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Why didn’t the Miami Dolphins go for the NFL scoring record against Denver Broncos? Coach Mike McDaniel explains decision

There is no way to sugarcoat the massacre that unfolded on Sunday as the Dolphins took apart the Broncos. Yet, the thing is, it could have actually been worse.

There is no way to sugarcoat the massacre that unfolded on Sunday as the Dolphins took apart the Broncos. Yet, the thing is, it could have actually been worse.

By now you’ve probably seen the numerous reports about the Miami Dolphins and the manner in which they humiliated the Denver Broncos in a Week 3 game that ended 70-20. You read that right. Yet, perhaps the most eye-opening aspect of the game is that the Dolphins’ coach chose to stop short of what would been an NFL record. Let’s look at the reason why.

The Dolphins let the Broncos off the hook

One of the most intriguing things about the Dolphins’ Sunday 70-20 demolition of the Broncos - aside from a number of plays like this - was the fact that the home team actually hit the 70-point mark with approximately eight minutes left on the clock. It was just after De’Von Achane had scored on a 67-yard run following a failed drive by the Broncos. With that as context, the Dolphins got the ball back conscious of the idea that if they scored again, they would break the NFL record for the most points scored in a single game. Further to that, the Dolphins also knew that a simple field goal would have taken them to 73 points thereby tying the NFL record for most points in a game - the Bears of 1940 beat the then Redskins 73-0 in the title game of that year.

So, what happened? With a number of backup players on the field, the Dolphins marched without issue into enemy territory courtesy of a 52-yard Chris Brooks run which put them at the Broncos’ 23-yard line with a little more than two minutes to go. What happened next was both surprising and respectable. Rather than go for a field goal, Dolphins head coach Mike McDaniel instructed his players to take three runs up the middle which took it to fourth down, and then on that final play, he called for a kneel down which brought an end to Miami’s possession. Much like the team’s points haul, you don’t see that every day.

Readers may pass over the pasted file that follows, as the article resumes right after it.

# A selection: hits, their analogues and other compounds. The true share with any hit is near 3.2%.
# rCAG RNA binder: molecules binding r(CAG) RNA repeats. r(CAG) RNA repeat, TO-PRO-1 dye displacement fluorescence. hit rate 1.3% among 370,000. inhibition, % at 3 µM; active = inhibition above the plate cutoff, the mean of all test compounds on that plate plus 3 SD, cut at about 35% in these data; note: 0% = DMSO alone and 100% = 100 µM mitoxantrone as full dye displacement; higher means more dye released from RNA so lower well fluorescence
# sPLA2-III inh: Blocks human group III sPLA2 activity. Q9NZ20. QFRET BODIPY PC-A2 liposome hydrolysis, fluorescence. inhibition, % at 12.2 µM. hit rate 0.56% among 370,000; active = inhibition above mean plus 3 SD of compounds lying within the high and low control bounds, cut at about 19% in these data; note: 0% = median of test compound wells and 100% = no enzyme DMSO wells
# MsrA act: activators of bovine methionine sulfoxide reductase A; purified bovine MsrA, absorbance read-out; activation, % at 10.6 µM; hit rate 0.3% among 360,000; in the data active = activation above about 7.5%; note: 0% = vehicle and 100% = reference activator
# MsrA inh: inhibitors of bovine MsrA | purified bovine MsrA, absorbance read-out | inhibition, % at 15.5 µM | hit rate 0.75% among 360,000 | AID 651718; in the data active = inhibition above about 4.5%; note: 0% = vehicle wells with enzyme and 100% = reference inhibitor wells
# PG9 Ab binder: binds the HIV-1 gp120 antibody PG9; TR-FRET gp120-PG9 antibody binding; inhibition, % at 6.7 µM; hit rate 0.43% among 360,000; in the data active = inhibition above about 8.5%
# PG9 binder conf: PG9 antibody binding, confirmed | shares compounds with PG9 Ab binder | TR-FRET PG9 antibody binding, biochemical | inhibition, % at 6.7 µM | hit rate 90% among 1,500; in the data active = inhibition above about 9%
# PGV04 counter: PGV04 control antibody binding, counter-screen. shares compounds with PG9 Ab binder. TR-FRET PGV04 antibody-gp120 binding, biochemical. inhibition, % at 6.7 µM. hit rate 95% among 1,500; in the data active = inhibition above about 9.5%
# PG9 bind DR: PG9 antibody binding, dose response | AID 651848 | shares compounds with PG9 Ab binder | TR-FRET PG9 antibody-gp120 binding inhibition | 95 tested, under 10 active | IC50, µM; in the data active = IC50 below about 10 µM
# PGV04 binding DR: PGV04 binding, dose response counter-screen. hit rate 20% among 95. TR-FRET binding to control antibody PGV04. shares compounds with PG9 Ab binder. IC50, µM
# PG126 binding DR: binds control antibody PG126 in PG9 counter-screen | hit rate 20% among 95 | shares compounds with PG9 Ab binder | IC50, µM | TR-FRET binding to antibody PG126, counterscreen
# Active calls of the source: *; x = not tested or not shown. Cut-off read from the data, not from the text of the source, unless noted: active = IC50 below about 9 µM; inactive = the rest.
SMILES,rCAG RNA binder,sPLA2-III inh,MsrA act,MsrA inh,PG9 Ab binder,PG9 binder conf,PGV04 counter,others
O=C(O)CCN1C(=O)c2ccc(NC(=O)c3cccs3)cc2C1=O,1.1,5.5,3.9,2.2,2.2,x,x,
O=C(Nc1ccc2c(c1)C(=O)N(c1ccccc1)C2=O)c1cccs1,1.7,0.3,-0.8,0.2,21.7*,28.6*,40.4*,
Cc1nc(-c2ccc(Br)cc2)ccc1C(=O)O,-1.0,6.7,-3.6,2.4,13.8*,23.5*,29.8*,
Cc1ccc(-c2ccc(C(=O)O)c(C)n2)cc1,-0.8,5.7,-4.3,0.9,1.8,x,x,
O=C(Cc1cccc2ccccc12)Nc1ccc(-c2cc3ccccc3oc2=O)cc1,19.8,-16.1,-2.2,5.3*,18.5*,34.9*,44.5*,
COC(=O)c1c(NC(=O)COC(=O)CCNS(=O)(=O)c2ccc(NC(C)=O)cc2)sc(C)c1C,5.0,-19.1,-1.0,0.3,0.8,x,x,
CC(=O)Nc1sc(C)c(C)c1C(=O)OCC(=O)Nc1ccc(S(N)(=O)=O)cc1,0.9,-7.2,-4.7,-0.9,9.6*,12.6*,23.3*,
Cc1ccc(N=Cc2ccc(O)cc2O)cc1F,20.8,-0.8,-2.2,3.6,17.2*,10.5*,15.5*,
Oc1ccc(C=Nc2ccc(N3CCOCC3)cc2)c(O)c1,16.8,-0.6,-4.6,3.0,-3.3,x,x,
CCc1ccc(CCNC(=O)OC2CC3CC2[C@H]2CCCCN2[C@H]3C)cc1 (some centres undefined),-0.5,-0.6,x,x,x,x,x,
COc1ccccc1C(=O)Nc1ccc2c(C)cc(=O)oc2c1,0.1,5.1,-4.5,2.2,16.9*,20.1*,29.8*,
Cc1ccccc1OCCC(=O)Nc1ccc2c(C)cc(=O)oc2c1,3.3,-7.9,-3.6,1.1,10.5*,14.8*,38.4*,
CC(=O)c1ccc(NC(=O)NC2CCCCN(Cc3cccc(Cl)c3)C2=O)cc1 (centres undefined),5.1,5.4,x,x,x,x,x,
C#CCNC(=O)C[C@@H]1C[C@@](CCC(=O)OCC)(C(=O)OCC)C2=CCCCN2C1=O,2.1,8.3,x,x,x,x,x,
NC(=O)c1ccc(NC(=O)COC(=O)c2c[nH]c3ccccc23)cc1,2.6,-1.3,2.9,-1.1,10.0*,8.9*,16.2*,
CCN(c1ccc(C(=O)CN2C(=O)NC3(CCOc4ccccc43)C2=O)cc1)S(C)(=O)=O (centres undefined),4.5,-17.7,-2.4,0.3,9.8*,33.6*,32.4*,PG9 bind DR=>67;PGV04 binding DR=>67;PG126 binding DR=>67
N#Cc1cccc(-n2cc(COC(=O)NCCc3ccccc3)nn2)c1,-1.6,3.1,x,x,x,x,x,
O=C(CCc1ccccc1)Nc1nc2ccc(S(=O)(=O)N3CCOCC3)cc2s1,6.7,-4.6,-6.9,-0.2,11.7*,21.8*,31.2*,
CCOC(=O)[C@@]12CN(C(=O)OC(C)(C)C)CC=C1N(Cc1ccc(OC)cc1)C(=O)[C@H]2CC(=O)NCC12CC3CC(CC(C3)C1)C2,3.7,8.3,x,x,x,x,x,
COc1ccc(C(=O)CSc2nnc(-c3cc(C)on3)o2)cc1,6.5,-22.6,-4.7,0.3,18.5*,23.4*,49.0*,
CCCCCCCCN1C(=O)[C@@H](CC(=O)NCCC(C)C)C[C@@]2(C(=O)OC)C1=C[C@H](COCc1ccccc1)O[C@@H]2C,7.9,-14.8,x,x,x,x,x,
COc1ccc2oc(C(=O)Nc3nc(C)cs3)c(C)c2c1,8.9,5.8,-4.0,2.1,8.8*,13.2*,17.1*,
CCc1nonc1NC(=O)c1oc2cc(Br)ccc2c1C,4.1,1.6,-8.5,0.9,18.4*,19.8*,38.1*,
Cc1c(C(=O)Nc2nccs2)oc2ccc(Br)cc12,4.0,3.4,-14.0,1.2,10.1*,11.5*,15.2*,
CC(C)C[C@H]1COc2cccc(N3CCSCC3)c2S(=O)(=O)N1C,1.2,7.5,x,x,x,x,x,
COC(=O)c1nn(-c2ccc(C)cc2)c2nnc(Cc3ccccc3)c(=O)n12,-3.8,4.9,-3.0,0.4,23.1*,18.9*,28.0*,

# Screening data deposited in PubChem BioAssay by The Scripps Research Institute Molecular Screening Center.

Mike McDaniel explains his choice

Naturally, the postgame press conference while focused on the brutal beating that the Dolphins had just handed out to the Broncos, was also dominated by questions about McDaniel’s choice to not write his team’s name into the NFL history book. What’s interesting to note, is that McDaniel appears to have had no issue with the decision. “I’m very okay with the decision, and I think the team, notably the leaders of the team supported it, the captains supported it,” McDaniel said. “It’s not the way you want to get the record. I would hope that if the shoe was on the other foot, the opponent would feel the same way. That’s called karma. I’m trying to keep good karma with the Miami Dolphins.”

The second-year head coach didn’t stop there either as he gave more insight into the ethos he works with. “It felt like chasing points and chasing a record - that’s not what we came to the game to do,” McDaniel said. “That doesn’t have a bearing on the overall season outcome, and I just didn’t - I saw it as 10 times out of 10, you concede and kneel down in those situations because there was an attainable record that was cool, but the message that I thought it would send wasn’t really in line with how I view things.” This is not to say, that the Dolphins’ tactician didn’t appreciate the significance of what could have been achieved, but again, he appears to place emphasis in different places. “It would have been cool, but what we’re trying to do, I think that would be talking out of both sides of my mouth if we went and tried to send the field goal team on and squeeze an extra three, that’s not really what I’m about,” he said.

Is there any sympathy for the Broncos’ Sean Payton?

It goes without saying that Broncos coach Sean Payton had a somewhat different take on Sunday’s game. Indeed, the Super Bowl winner admitted that he was “at a loss for words.” Yet, it’s got to be said that these are still early days. To that end, one has to consider a few things when it comes to Payton. Firstly, the state of the Dolphins prior to Payton’s arrival i.e., they were coming off a terrible campaign in which Super Bowl-winning quarterback Russell Wilson had the worst year of his career. Then, there was Payton’s surprisingly harsh critique of former head coach Nathaniel Hackett - now OC with the New York Jets. Payton would eventually apologize but here’s the thing: If you’re going to place the blame for your team’s recent failures on the staff you replaced, you can’t go out and concede a historic loss. Ultimately, it just may be that Payton needs to follow McDaniel’s example and simply ‘keep good Karma.”


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